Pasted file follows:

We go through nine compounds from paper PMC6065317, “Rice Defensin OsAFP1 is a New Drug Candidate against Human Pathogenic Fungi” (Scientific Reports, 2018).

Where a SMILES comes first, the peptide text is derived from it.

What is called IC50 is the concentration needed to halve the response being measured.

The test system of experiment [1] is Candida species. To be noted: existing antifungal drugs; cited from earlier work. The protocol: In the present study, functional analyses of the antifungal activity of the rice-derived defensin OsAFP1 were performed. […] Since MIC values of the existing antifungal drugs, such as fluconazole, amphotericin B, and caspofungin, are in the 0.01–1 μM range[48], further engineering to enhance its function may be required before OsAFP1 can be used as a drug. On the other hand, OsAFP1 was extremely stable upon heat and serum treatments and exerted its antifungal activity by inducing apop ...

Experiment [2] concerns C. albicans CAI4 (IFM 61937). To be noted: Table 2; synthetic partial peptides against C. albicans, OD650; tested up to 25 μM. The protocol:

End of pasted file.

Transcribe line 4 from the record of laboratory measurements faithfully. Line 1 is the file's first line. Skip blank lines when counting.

The test system of experiment [1] is Candida species. To be noted: existing antifungal drugs; cited from earlier work. The protocol: In the present study, functional analyses of the antifungal activity of the rice-derived defensin OsAFP1 were performed. […] Since MIC values of the existing antifungal drugs, such as fluconazole, amphotericin B, and caspofungin, are in the 0.01–1 μM range[48], further engineering to enhance its function may be required before OsAFP1 can be used as a drug. On the other hand, OsAFP1 was extremely stable upon heat and serum treatments and exerted its antifungal activity by inducing apop ...